canker sore
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Canker Sores

Rinsing your mouth with salt water can ease the pain and help you heal faster. Stir a teaspoon of salt into a half-cup or so of water. Swish and spit. Do this several times a day until your canker sores don’t bother you anymore.

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ingrown toenail
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Ingrown Toenail

This is when the edge of your toenail curves down and gets trapped in your skin. It often affects the big toe, and it can really hurt. To ease swelling and tenderness, soak your foot in warm salt water several times a day. Follow with antibiotic ointment and a bandage. See your doctor if it doesn’t improve or gets worse.

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man with runny nose
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Stuffy or Runny Nose

Salt is a proven way to help you breathe easier when you’ve got a cold, the flu, or allergies. A bonus: It’s affordable, too. Look for over-the-counter saline nose sprays at the drugstore. Or use a neti pot to rinse out your nasal passages with salt water.

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psoriasis vs eczema
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Psoriasis and Eczema

Mineral-rich salt water is in places like the Dead Sea in the Middle East and the Blue Lagoon in Iceland. Soaking in water like this helps moisturize the skin and ease redness. And if you have psoriasis or eczema, it can relieve the scaly patches and inflammation. To do this at home, add Dead Sea salts or Epsom salts to your tub and soak for about 15 minutes. Even a cup of plain table salt in your bath water can ease eczema symptoms.

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heartburn concept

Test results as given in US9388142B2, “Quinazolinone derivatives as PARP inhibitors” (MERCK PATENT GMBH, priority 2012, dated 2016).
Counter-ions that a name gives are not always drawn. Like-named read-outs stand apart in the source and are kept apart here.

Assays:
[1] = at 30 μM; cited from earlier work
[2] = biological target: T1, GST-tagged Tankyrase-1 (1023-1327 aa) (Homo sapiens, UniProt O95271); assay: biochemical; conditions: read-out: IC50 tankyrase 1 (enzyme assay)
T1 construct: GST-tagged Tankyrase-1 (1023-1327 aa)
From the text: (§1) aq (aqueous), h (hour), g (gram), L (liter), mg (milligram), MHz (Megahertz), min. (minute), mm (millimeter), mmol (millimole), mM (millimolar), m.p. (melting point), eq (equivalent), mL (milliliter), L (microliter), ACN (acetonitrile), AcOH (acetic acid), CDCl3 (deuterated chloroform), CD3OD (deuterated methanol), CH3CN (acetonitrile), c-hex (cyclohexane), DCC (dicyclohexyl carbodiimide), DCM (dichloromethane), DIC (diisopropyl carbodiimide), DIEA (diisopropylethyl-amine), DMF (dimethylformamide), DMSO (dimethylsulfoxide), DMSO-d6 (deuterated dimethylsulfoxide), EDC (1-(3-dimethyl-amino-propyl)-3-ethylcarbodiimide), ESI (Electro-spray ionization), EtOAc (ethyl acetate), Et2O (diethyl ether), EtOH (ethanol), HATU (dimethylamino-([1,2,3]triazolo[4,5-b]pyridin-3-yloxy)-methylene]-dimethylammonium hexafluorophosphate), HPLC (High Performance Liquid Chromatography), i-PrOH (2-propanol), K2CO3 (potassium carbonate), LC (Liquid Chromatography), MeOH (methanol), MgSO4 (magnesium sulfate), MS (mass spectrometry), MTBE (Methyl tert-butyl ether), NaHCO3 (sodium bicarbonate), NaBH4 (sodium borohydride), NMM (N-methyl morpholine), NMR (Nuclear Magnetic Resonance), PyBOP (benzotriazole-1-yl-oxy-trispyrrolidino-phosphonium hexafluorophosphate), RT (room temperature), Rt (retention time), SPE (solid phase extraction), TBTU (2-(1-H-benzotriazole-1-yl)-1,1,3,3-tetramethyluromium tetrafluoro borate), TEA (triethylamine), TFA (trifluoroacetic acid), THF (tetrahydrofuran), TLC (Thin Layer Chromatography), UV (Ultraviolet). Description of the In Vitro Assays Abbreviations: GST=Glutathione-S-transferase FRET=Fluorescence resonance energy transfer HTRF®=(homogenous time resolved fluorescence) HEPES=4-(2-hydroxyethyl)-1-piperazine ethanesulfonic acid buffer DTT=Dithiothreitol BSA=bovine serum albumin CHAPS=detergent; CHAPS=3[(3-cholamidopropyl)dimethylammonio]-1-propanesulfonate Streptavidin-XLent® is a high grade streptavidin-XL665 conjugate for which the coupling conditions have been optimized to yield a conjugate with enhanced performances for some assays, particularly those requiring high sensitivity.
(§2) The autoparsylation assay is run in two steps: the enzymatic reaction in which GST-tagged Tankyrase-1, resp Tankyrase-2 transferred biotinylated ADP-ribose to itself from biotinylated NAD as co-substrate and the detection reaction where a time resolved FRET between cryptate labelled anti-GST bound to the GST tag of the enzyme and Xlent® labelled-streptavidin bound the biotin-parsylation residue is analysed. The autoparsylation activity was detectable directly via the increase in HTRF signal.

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Baking soda is a type of salt, and it’s also a natural antacid. Stir about a teaspoon into a glass of cold water after a meal. If you get heartburn a lot, don’t keep treating it yourself. See a doctor to make sure there’s nothing else going on. And keep in mind that baking soda has sodium in it. If you’re on a low-salt diet, your doctor might want you to try a different type of antacid instead.

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insect bites on leg
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Bug Bites or Stings

A paste made from baking soda and a little bit of water can help with any itching, stinging, or minor swelling. It also helps with rashes from hives, angioedema, or from contact with plants like poison ivy, poison oak, or poison sumac.

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woman massaging sore throat
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Sore Throat

Gargling with salt water -- about 1/2 teaspoon dissolved in a cup of warm water -- can ease swelling and make a sore, scratchy throat feel better.

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man rubbing tired feet
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Tired Feet

Two cups of Epsom salt dissolved in a gallon of warm water is a common remedy for achy feet. The salt has magnesium, which helps keep your muscles working well. But there’s no proof that you can absorb it through your skin, so it's more likely that the warm water just feels good. But there’s no harm in an Epsom salt soak. 

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woman smelling something bad
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Bad Breath

If your breath isn’t the freshest, a dry mouth and plaque buildup are probably to blame. Baking soda can fight microbes in your mouth and can neutralize bad breath for up to 3 hours. Make a mouthwash with half a teaspoon of baking soda and a cup of water. Swish for a minute 3-4 times per day.

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runner massaging sore calf muscle
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Stop Heat Cramps